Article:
♬ original sound – muireann ??????

Muireann felt frustrated that fantasy authors use minority languages to exoticize their fantasy without care. In the caption, Muireann continued to question Gaelic’s misuage when there’s no cultural folklore or retelling element in Fourth Wing that might call for the language’s wide inclusion.

“I know I’ll get backlash for this. I know people are gonna say ‘but she wrote the books!’ ‘But this is the way she wants to pronounce it!’ That is not how minority languages work. Minority languages, particularly Celtic languages, deserve respect especially from Americans. Fantasy American authors who co-opt them to add a little bit of spice and magic to the fantasy books because they can’t come up with their own names for things. It’s lazy. It’s boring. I’m tired of it.”

It has been less than a day since Muireann posted this video, and given the major time zone difference, no one expects a response from Yarros. However, Popverse did delete the video Muireann stitched without explanation. It might be because the publisher doesn’t want bad press about Yarros a week out from the release of Fourth Wing‘s sequel, Iron Flame.

Politics of language

Outlander Jamie and Claire Lallybroch
(Starz)

I can’t speak to the frequency of misusing the Celtic language, but Muireann (who recently graduated from the University of Glasglow specializing in Gaelic) is absolutely right to call out how writers will use non-native languages to make a book seem more exotic. For me, it’s easier to spot this issue when it’s places labeled “The East,” or where the U.S. has actively had a hand in colonizing, as opposed to places like Scotland.

After the British fully took over the people, they followed that up by outlawing the Gaelic language to quell independence movements. A common trait of colonization is cultural genocide and language is a big part of culture. While the languages have thousands of speakers now, it’s important to have people like Muireann calling attention to this. Also, for her to make Gaelic language videos online.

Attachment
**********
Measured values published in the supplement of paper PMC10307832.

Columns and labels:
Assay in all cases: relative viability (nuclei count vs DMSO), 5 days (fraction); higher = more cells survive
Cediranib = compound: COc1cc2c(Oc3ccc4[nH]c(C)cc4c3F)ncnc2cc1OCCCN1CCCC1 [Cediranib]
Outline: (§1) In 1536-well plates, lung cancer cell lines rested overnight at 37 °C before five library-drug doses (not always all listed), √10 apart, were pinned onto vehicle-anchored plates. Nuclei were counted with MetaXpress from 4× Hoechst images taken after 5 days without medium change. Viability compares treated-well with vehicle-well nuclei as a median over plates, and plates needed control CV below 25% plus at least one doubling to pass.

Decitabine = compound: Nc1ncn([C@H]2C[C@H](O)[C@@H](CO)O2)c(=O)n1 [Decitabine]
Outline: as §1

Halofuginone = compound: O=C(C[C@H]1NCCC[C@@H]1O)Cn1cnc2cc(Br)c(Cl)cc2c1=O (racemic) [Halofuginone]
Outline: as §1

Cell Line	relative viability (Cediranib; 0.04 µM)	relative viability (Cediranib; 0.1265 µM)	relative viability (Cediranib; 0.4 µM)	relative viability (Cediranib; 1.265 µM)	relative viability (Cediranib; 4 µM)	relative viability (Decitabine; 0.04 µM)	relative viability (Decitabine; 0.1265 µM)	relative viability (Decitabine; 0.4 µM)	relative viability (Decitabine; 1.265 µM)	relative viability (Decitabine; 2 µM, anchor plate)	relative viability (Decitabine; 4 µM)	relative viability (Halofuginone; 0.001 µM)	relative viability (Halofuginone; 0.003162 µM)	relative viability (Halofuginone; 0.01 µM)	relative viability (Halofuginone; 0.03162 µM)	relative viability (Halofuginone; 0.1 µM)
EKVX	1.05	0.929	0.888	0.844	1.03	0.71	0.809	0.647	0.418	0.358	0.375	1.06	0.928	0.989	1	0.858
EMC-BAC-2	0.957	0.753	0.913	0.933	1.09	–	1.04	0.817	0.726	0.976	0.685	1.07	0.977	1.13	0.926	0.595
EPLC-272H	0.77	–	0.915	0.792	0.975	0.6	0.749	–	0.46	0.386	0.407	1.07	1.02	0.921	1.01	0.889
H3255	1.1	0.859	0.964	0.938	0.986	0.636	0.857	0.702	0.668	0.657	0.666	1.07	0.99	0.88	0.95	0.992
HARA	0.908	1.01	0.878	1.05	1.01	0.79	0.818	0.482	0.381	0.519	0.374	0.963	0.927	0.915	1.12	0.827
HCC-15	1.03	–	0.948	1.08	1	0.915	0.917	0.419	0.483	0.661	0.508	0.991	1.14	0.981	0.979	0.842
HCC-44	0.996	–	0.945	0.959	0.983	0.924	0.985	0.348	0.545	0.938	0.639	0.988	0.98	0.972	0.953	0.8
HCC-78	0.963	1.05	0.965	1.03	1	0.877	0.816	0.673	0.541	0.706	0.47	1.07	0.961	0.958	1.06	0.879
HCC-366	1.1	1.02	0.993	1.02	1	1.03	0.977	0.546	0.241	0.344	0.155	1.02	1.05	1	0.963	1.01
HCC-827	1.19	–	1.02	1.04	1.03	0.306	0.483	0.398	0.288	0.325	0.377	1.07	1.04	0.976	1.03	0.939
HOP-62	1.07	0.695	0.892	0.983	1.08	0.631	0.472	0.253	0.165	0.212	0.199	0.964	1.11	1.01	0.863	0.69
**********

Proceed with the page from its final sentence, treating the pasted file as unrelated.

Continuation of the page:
In a follow-up video, Muireann said she’s not calling for a boycott for Gaelic misuse. She understands that not all readers can pronounce all Gaelic words accurately. However, the authors should be if they put the language in their book. Muireann also clarified she doesn’t want to make Yarros the face of Celtic appropriation when authors like Sarah J. Maas and Holly Black do the same. Additionally, Muireann noted that she doesn’t speak for all Gaelic speakers. Before ending, Muireann offered resources to learn Scottish Gaelic or at least look up pronunciations. “There’s so many ways to learn and I just want more people to fall in love with this language like I have.”

(via @ceartguleabhar, featured image: Alyssa Shotwell with Canva & Entangled: Red Tower Books)


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Author
Alyssa Shotwell
(she/her) Award-winning artist and writer with professional experience and education in graphic design, art history, and museum studies. She began her career in journalism in October 2017 when she joined her student newspaper as the Online Editor. This resident of the yeeHaw land spends most of her time drawing, reading and playing the same handful of video games—even as the playtime on Steam reaches the quadruple digits. Currently playing: Baldur's Gate 3 & Oxygen Not Included.